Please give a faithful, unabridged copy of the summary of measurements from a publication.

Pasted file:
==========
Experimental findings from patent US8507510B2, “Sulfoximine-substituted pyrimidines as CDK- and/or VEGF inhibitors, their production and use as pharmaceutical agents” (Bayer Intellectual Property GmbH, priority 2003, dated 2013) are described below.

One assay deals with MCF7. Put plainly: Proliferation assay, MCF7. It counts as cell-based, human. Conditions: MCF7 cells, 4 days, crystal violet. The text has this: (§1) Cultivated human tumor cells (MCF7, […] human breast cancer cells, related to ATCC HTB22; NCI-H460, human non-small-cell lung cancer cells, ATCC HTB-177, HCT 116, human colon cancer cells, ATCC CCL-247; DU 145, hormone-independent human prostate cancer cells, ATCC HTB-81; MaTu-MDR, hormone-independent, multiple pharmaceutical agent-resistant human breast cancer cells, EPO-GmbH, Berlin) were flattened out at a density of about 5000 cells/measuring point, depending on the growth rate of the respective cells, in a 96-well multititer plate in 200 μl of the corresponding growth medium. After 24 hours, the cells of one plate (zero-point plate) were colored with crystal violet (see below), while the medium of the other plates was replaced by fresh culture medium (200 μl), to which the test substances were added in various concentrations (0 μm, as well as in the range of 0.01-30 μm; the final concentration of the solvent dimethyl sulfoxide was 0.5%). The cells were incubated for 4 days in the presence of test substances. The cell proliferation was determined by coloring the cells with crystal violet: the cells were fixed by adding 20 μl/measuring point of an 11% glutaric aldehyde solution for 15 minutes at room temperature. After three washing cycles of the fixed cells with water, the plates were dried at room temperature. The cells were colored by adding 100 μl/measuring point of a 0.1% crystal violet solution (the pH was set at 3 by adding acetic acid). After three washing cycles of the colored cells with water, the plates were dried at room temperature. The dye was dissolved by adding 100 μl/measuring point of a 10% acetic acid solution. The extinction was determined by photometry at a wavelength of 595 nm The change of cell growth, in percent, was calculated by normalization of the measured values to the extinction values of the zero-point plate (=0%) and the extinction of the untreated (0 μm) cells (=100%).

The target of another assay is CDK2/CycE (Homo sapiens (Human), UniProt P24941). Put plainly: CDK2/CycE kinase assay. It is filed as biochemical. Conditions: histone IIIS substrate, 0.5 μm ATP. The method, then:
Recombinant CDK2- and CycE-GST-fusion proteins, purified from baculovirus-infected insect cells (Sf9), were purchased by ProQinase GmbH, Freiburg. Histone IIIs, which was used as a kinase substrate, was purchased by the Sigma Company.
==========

Experimental findings from patent US8507510B2, “Sulfoximine-substituted pyrimidines as CDK- and/or VEGF inhibitors, their production and use as pharmaceutical agents” (Bayer Intellectual Property GmbH, priority 2003, dated 2013) are described below.

One assay deals with MCF7. Put plainly: Proliferation assay, MCF7. It counts as cell-based, human. Conditions: MCF7 cells, 4 days, crystal violet. The text has this: (§1) Cultivated human tumor cells (MCF7, […] human breast cancer cells, related to ATCC HTB22; NCI-H460, human non-small-cell lung cancer cells, ATCC HTB-177, HCT 116, human colon cancer cells, ATCC CCL-247; DU 145, hormone-independent human prostate cancer cells, ATCC HTB-81; MaTu-MDR, hormone-independent, multiple pharmaceutical agent-resistant human breast cancer cells, EPO-GmbH, Berlin) were flattened out at a density of about 5000 cells/measuring point, depending on the growth rate of the respective cells, in a 96-well multititer plate in 200 μl of the corresponding growth medium. After 24 hours, the cells of one plate (zero-point plate) were colored with crystal violet (see below), while the medium of the other plates was replaced by fresh culture medium (200 μl), to which the test substances were added in various concentrations (0 μm, as well as in the range of 0.01-30 μm; the final concentration of the solvent dimethyl sulfoxide was 0.5%). The cells were incubated for 4 days in the presence of test substances. The cell proliferation was determined by coloring the cells with crystal violet: the cells were fixed by adding 20 μl/measuring point of an 11% glutaric aldehyde solution for 15 minutes at room temperature. After three washing cycles of the fixed cells with water, the plates were dried at room temperature. The cells were colored by adding 100 μl/measuring point of a 0.1% crystal violet solution (the pH was set at 3 by adding acetic acid). After three washing cycles of the colored cells with water, the plates were dried at room temperature. The dye was dissolved by adding 100 μl/measuring point of a 10% acetic acid solution. The extinction was determined by photometry at a wavelength of 595 nm The change of cell growth, in percent, was calculated by normalization of the measured values to the extinction values of the zero-point plate (=0%) and the extinction of the untreated (0 μm) cells (=100%).

The target of another assay is CDK2/CycE (Homo sapiens (Human), UniProt P24941). Put plainly: CDK2/CycE kinase assay. It is filed as biochemical. Conditions: histone IIIS substrate, 0.5 μm ATP. The method, then:
Recombinant CDK2- and CycE-GST-fusion proteins, purified from baculovirus-infected insect cells (Sf9), were purchased by ProQinase GmbH, Freiburg. Histone IIIs, which was used as a kinase substrate, was purchased by the Sigma Company.